The first new nuclear reactor ordered in the U.S. in roughly three decades is beginning to take shape in the red clay near Augusta, Ga. Southern Co. and its partners have dug 27.5 meters down into that soil to reach bedrock and are now filling up the hole to provide a stable foundation for what is likely to be the first of a new generation of reactors in the U.S.: two new AP-1000 models at the Vogtle Electric Generating Plant that stand next to two older pressurized water reactors, which came online in the 1980s.

"The nuclear revival is underway in Georgia," says Jim Miller, chief executive of Southern Nuclear Operating Co., the subsidiary charged with administering the corporation's nuclear power plants. "It will provide safe, clean, reliable, low-cost electric energy to our customers for generations to come."

In addition to charging its current customers $3.73 a month for the construction of this reactor until costs are recovered Southern received an $8.3-billion loan guarantee from the federal government to help make up the cost difference compared with building a natural gas–fired turbine, for example. The total cost of the two new reactors is expected to be $14 billion in the end, Miller says.

And Southern is not the only corporation in the U.S. expanding its nuclear portfolio. Energy company SCANA subsidiary South Carolina Electric & Gas Co. (SCE&G) plans to add two AP-1000 reactors to its nuclear power plant near Jenkinsville, S.C., by 2016 and 2019, whereas the Tennessee Valley Authority will finally complete Watts Bar Unit 2 near Chattanooga, Tenn.—more than 30 years after construction began, including a nearly two-decade hiatus—next year.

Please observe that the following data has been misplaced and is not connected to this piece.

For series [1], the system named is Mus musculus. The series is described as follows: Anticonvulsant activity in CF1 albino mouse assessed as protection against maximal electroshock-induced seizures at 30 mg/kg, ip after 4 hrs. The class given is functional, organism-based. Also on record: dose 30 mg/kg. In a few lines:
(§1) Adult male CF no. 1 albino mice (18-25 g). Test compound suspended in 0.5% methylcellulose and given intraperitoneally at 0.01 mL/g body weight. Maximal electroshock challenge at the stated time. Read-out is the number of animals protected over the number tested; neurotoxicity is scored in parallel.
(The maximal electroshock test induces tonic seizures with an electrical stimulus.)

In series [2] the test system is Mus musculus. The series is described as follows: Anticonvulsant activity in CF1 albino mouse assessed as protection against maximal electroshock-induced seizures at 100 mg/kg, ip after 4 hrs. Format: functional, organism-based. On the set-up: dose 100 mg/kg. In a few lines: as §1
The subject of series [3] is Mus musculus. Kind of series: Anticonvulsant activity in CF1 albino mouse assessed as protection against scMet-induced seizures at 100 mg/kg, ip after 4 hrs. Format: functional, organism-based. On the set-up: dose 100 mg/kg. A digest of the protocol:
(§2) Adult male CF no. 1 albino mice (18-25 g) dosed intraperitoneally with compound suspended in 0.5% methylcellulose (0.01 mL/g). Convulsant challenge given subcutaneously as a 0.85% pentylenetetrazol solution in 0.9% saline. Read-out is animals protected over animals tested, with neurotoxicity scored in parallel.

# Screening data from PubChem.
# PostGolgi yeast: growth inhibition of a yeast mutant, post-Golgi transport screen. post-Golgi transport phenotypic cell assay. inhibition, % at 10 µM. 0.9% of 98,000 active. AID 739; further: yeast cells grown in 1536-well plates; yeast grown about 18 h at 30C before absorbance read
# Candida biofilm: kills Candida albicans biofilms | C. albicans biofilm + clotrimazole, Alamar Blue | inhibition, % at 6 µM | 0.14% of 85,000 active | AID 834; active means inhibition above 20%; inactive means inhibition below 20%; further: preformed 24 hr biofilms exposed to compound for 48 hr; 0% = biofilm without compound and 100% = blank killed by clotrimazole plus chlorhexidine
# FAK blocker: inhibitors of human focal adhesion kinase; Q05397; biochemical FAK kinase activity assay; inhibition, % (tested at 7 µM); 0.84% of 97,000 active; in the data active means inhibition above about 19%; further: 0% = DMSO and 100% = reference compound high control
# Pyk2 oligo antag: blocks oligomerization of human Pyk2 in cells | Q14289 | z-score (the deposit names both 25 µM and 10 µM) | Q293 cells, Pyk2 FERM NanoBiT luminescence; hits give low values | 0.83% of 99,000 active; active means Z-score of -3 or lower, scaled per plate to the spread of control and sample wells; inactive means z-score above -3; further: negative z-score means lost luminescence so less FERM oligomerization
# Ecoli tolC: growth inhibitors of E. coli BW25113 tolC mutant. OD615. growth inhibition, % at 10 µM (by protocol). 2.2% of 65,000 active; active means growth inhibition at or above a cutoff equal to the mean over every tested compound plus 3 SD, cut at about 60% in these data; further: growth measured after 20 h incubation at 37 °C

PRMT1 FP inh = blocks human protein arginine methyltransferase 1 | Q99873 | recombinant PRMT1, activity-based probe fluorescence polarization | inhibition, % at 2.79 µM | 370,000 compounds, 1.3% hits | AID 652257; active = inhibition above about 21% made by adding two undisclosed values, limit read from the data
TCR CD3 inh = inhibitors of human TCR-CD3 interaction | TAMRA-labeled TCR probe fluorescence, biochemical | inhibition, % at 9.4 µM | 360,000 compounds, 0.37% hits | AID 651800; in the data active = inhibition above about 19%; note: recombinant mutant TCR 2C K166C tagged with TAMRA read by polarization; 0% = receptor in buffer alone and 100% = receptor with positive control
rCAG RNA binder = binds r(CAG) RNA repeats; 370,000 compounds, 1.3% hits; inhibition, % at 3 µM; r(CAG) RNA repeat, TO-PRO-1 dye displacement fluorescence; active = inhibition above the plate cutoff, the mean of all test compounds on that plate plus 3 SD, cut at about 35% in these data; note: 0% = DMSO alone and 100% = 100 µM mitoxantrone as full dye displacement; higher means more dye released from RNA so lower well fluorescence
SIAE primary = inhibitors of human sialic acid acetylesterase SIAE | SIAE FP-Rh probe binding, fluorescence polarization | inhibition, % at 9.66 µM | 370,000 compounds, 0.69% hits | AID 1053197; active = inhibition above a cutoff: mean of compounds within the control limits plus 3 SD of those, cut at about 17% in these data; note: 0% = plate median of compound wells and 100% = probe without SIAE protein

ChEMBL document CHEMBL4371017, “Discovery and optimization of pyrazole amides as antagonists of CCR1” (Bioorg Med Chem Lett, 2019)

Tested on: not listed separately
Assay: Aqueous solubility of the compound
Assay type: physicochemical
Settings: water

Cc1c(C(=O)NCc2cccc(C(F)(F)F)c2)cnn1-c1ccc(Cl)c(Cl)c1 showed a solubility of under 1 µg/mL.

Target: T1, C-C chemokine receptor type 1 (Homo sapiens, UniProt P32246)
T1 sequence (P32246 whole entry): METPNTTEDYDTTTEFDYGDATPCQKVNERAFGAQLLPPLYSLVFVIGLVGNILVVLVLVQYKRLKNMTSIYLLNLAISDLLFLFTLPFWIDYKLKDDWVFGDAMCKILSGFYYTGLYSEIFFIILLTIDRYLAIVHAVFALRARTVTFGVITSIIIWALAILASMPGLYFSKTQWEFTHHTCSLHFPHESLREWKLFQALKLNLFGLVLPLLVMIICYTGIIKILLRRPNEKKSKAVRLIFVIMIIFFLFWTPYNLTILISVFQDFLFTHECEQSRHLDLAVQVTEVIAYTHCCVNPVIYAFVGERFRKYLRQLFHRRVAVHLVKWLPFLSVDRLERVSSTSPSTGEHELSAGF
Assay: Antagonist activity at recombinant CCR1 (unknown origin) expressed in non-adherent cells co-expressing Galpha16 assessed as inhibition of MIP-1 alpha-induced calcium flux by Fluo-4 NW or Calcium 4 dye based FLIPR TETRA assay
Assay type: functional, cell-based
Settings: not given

There are also applications for at least 20 other reactors under scrutiny at the U.S. Nuclear Regulatory Commission (NRC)—the government agency charged with monitoring the nation's reactors—including final approval of the AP-1000 design.

But that doesn't mean its boom time for the U.S. nuclear industry. In October Constellation Energy pulled out of a bid to build a new reactor at Calvert Cliffs in Maryland, among other U.S. nuclear projects that have recently been dropped or delayed.

"In the near term we will not see large-scale construction like in the 1970s and 1980s when we had 40 [nuclear power] plants coming online in a decade. Our electrified economy does not require that at this time," says Marvin Fertel, president of the Nuclear Energy Institute, a lobbying group for the nuclear industry. "There will be a lot of plants between now and 2050, just not a lot between now and 2020." Similarly, a variety of nuclear reactor project plans have been shelved, such as plans to build a new reactor at a new site in Victoria, Texas, largely due to falling natural gas prices that make nuclear reactors uncompetitive economically compared to gas-burning turbines.

So, if the trend falls short of a true U.S. nuclear renaissance—given that it is starting with so few reactors and is regionally confined—it is still a new beginning for a sometimes controversial electricity source, one that could make a contribution to cutting greenhouse gas emissions from power plants.